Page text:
A Virginia third grader, who was born without hands, just won the national award for her impeccable cursive writing.
Anaya Ellick, 9, participated in the Zaner-Bloser National Handwriting Contest under a special needs category and took out the penmanship prize on Wednesday.
"It wasn't really hard," she told WTKR.
Bianca Middleton, Anaya's mother, said she is proud of her daughter and her respect just drives Anaya to greater heights. "I'm proud because it encourages her… For her to see that hard work does pay off," Middleton said.
Anaya doesn't use a prosthesis, she learned to grip and write with a pencil using her two arms. According to teachers at Greenbrier Christian Academy, although the young girl is relatively quiet and shy, she never fails to constantly inspire those around her.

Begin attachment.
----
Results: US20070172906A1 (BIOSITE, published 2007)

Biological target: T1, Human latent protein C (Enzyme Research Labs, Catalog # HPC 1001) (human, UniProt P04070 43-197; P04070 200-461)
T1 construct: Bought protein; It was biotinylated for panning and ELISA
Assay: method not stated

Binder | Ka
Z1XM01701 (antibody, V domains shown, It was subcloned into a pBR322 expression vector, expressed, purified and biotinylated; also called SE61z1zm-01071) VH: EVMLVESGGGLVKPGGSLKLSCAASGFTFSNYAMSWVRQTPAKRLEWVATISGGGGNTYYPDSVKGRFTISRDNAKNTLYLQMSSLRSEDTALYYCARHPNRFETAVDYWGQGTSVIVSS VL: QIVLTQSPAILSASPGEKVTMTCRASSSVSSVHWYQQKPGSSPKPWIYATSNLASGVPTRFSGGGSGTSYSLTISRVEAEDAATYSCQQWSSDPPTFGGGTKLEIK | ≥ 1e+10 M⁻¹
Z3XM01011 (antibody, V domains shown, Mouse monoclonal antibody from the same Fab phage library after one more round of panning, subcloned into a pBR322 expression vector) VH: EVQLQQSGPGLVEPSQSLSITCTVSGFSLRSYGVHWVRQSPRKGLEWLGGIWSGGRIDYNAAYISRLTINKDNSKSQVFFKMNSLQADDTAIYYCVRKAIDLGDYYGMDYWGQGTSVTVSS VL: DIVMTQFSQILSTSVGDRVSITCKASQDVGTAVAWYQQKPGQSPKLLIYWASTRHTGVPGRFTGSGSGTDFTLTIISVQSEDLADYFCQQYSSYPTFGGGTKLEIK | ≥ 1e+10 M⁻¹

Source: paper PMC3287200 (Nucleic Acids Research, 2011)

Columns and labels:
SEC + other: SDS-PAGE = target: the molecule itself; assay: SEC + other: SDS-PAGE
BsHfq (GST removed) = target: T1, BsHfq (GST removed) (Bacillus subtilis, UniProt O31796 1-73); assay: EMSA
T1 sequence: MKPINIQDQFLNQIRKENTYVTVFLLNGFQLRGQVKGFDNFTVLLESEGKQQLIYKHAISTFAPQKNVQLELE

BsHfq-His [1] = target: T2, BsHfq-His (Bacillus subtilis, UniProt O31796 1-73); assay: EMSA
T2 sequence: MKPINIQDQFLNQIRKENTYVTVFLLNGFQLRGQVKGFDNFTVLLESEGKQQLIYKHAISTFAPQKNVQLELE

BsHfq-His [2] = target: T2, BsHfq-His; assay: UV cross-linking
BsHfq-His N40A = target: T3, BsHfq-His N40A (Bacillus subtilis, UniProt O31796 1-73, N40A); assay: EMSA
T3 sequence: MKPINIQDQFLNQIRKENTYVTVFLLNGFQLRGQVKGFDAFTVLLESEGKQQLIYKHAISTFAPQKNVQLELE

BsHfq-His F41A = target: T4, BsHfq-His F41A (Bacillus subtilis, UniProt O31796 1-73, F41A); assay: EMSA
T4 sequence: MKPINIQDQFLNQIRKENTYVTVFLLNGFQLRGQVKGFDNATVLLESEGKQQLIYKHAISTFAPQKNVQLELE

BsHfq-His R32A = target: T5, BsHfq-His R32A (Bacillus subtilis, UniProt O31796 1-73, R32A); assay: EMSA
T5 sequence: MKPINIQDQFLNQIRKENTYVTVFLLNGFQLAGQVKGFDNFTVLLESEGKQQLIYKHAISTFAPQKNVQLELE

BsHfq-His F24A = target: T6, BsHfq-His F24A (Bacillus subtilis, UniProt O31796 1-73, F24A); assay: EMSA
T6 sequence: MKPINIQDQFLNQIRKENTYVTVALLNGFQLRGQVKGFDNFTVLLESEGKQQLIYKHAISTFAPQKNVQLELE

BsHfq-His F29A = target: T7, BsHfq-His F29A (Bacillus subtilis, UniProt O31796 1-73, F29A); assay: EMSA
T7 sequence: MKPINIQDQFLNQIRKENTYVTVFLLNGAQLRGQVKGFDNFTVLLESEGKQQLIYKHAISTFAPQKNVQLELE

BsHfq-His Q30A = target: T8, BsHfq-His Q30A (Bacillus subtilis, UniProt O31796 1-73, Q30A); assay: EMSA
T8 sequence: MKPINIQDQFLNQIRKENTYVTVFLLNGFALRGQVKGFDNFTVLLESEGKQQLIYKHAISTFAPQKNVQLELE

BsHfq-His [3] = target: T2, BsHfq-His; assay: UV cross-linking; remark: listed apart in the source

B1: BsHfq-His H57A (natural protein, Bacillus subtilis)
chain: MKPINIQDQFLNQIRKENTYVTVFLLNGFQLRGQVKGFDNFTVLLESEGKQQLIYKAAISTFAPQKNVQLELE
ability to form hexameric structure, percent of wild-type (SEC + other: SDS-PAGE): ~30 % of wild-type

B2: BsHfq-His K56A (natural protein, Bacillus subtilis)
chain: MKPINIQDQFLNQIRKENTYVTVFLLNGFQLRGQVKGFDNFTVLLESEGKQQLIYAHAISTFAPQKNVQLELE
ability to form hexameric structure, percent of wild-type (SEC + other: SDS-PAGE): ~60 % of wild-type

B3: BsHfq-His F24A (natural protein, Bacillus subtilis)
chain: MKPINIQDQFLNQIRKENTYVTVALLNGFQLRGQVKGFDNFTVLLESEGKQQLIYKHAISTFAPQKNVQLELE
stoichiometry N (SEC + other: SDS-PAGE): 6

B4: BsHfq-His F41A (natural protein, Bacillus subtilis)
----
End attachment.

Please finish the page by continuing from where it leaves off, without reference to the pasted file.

"Anaya is a role model to everyone," Sara Cannaday, a teacher for the third grade, said.
Anaya is no stranger to winning awards for her penmanship, in 2016 she entered the same competition and won for her print writing.
"I was happy and I thought my mom was joking when she said I won again," Anaya said.
"She's really independent—from tying shoes, putting clothes, getting baths," Gary Ellick, Anaya's father said. "It was always like 'I can do it'. So, that just carried on over the years."
Anaya has revealed to local reporters that she may pursue sports next.
Zaner-Bloser is an Ohio-based company that published research-based handwriting, reading, writing, spelling and vocabulary programs. Each year, Zaner-Bloser hosts a "National Handwriting Contest" for youth across the U.S. The competition has four categories: Manuscript, Cursive For Grades 3-4, Cursive For Grades 5-8 and The Nicholas Maxim Award for Special Needs Children.
The Nicholas Maxim Award was named after a former contest participant from Maine, who like Anaya, was born without hands but possessed immense handwriting talent.